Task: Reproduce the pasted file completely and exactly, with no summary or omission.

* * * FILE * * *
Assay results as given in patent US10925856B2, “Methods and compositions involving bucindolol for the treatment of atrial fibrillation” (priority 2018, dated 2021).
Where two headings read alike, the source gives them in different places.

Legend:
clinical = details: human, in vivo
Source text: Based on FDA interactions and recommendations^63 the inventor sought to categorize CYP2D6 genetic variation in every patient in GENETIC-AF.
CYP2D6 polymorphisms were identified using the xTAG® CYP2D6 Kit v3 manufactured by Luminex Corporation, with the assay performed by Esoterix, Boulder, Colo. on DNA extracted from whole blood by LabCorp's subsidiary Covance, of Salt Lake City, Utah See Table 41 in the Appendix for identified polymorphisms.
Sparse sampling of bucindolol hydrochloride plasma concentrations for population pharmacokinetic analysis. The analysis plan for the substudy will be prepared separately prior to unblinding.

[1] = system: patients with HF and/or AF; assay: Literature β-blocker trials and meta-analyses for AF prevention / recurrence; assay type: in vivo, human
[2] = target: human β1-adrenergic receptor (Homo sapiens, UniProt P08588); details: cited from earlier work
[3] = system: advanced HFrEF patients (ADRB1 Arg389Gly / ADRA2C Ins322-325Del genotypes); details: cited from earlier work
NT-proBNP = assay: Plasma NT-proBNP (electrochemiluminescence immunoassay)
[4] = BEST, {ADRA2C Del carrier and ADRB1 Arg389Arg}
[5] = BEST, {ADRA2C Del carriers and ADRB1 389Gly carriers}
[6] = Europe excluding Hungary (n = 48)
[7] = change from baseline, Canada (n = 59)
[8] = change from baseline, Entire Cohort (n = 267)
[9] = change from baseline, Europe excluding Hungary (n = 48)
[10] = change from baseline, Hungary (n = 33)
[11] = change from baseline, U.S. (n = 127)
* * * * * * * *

Assay results as given in patent US10925856B2, “Methods and compositions involving bucindolol for the treatment of atrial fibrillation” (priority 2018, dated 2021).
Where two headings read alike, the source gives them in different places.

Legend:
clinical = details: human, in vivo
Source text: Based on FDA interactions and recommendations^63 the inventor sought to categorize CYP2D6 genetic variation in every patient in GENETIC-AF.
CYP2D6 polymorphisms were identified using the xTAG® CYP2D6 Kit v3 manufactured by Luminex Corporation, with the assay performed by Esoterix, Boulder, Colo. on DNA extracted from whole blood by LabCorp's subsidiary Covance, of Salt Lake City, Utah See Table 41 in the Appendix for identified polymorphisms.
Sparse sampling of bucindolol hydrochloride plasma concentrations for population pharmacokinetic analysis. The analysis plan for the substudy will be prepared separately prior to unblinding.

[1] = system: patients with HF and/or AF; assay: Literature β-blocker trials and meta-analyses for AF prevention / recurrence; assay type: in vivo, human
[2] = target: human β1-adrenergic receptor (Homo sapiens, UniProt P08588); details: cited from earlier work
[3] = system: advanced HFrEF patients (ADRB1 Arg389Gly / ADRA2C Ins322-325Del genotypes); details: cited from earlier work
NT-proBNP = assay: Plasma NT-proBNP (electrochemiluminescence immunoassay)
[4] = BEST, {ADRA2C Del carrier and ADRB1 Arg389Arg}
[5] = BEST, {ADRA2C Del carriers and ADRB1 389Gly carriers}
[6] = Europe excluding Hungary (n = 48)
[7] = change from baseline, Canada (n = 59)
[8] = change from baseline, Entire Cohort (n = 267)
[9] = change from baseline, Europe excluding Hungary (n = 48)
[10] = change from baseline, Hungary (n = 33)
[11] = change from baseline, U.S. (n = 127)